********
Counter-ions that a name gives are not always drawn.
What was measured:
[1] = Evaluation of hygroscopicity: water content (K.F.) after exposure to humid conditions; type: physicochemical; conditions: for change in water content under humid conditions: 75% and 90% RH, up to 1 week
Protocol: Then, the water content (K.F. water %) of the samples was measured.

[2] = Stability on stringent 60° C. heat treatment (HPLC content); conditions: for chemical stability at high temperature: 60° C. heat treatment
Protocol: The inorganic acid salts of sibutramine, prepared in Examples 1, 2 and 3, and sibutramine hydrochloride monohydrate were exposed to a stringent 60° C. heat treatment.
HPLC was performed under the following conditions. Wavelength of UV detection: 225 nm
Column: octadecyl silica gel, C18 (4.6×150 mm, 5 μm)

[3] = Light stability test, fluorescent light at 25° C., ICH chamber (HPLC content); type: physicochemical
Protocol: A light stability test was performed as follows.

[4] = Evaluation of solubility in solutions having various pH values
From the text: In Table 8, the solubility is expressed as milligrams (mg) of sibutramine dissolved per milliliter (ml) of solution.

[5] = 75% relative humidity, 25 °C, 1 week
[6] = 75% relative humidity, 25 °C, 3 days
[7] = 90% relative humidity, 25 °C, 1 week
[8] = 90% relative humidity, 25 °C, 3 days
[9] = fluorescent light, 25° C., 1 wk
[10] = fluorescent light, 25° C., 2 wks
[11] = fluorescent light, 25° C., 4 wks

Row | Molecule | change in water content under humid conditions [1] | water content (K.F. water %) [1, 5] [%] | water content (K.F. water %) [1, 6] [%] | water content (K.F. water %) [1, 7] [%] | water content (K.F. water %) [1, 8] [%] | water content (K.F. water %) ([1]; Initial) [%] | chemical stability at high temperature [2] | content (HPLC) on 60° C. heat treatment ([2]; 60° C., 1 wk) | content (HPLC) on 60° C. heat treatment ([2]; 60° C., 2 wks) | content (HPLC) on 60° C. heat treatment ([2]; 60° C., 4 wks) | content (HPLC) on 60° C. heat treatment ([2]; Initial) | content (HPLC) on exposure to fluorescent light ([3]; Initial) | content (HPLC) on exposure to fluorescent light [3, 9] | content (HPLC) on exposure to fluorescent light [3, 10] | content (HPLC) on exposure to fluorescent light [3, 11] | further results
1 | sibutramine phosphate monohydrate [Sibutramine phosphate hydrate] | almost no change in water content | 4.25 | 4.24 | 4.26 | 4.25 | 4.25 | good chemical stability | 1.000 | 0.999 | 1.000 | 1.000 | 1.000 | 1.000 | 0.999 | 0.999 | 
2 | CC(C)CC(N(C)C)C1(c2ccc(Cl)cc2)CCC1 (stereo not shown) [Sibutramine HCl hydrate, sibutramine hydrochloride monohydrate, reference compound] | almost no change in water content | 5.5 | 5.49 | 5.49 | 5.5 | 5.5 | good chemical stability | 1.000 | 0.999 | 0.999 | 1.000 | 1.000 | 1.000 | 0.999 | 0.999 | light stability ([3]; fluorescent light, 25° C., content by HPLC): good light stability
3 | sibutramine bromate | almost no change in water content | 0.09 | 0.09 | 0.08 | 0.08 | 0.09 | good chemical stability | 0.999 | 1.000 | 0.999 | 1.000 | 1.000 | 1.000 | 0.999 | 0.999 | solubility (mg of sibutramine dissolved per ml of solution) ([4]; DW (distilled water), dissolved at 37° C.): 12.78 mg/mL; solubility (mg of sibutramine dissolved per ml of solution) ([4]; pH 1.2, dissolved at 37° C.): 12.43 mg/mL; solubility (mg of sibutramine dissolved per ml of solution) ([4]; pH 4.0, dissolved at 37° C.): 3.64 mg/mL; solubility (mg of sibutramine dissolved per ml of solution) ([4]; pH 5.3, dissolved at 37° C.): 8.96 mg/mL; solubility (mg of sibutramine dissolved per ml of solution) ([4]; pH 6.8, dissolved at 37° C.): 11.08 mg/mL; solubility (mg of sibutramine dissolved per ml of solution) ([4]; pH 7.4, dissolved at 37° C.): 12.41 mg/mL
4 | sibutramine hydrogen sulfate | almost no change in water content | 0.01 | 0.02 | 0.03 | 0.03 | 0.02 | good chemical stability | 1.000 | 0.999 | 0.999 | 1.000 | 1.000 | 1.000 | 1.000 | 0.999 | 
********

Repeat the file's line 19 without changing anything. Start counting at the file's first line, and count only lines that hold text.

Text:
[11] = fluorescent light, 25° C., 4 wks